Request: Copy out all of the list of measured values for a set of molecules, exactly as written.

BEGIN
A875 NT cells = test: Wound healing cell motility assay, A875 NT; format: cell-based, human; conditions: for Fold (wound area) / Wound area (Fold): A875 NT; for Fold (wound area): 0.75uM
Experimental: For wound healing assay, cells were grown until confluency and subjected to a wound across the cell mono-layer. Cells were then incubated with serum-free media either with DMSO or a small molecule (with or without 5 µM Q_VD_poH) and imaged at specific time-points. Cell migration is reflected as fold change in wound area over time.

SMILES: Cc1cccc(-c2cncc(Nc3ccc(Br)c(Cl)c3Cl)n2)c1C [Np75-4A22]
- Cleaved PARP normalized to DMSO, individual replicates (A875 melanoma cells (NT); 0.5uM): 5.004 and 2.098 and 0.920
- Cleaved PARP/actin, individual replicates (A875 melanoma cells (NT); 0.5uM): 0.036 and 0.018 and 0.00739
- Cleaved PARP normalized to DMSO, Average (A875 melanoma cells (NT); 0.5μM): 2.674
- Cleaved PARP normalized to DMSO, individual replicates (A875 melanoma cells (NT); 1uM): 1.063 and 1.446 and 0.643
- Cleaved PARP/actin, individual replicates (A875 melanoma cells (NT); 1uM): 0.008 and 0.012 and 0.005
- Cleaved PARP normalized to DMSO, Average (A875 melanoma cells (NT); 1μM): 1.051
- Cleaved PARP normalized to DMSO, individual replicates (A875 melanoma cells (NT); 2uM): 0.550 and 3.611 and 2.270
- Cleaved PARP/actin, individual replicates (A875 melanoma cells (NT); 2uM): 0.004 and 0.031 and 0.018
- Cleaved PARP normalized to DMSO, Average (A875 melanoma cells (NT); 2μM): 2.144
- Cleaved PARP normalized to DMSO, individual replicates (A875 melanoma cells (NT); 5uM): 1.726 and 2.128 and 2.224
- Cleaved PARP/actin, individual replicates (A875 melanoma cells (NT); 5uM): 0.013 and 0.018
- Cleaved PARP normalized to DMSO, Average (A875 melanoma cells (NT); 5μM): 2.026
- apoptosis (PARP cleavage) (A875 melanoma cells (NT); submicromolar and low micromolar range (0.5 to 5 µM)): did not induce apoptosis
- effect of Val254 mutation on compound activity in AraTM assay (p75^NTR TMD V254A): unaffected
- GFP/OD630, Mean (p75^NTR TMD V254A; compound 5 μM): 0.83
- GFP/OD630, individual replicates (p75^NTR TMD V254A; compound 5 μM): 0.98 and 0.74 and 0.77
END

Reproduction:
A875 NT cells = test: Wound healing cell motility assay, A875 NT; format: cell-based, human; conditions: for Fold (wound area) / Wound area (Fold): A875 NT; for Fold (wound area): 0.75uM
Experimental: For wound healing assay, cells were grown until confluency and subjected to a wound across the cell mono-layer. Cells were then incubated with serum-free media either with DMSO or a small molecule (with or without 5 µM Q_VD_poH) and imaged at specific time-points. Cell migration is reflected as fold change in wound area over time.

SMILES: Cc1cccc(-c2cncc(Nc3ccc(Br)c(Cl)c3Cl)n2)c1C [Np75-4A22]
- Cleaved PARP normalized to DMSO, individual replicates (A875 melanoma cells (NT); 0.5uM): 5.004 and 2.098 and 0.920
- Cleaved PARP/actin, individual replicates (A875 melanoma cells (NT); 0.5uM): 0.036 and 0.018 and 0.00739
- Cleaved PARP normalized to DMSO, Average (A875 melanoma cells (NT); 0.5μM): 2.674
- Cleaved PARP normalized to DMSO, individual replicates (A875 melanoma cells (NT); 1uM): 1.063 and 1.446 and 0.643
- Cleaved PARP/actin, individual replicates (A875 melanoma cells (NT); 1uM): 0.008 and 0.012 and 0.005
- Cleaved PARP normalized to DMSO, Average (A875 melanoma cells (NT); 1μM): 1.051
- Cleaved PARP normalized to DMSO, individual replicates (A875 melanoma cells (NT); 2uM): 0.550 and 3.611 and 2.270
- Cleaved PARP/actin, individual replicates (A875 melanoma cells (NT); 2uM): 0.004 and 0.031 and 0.018
- Cleaved PARP normalized to DMSO, Average (A875 melanoma cells (NT); 2μM): 2.144
- Cleaved PARP normalized to DMSO, individual replicates (A875 melanoma cells (NT); 5uM): 1.726 and 2.128 and 2.224
- Cleaved PARP/actin, individual replicates (A875 melanoma cells (NT); 5uM): 0.013 and 0.018
- Cleaved PARP normalized to DMSO, Average (A875 melanoma cells (NT); 5μM): 2.026
- apoptosis (PARP cleavage) (A875 melanoma cells (NT); submicromolar and low micromolar range (0.5 to 5 µM)): did not induce apoptosis
- effect of Val254 mutation on compound activity in AraTM assay (p75^NTR TMD V254A): unaffected
- GFP/OD630, Mean (p75^NTR TMD V254A; compound 5 μM): 0.83
- GFP/OD630, individual replicates (p75^NTR TMD V254A; compound 5 μM): 0.98 and 0.74 and 0.77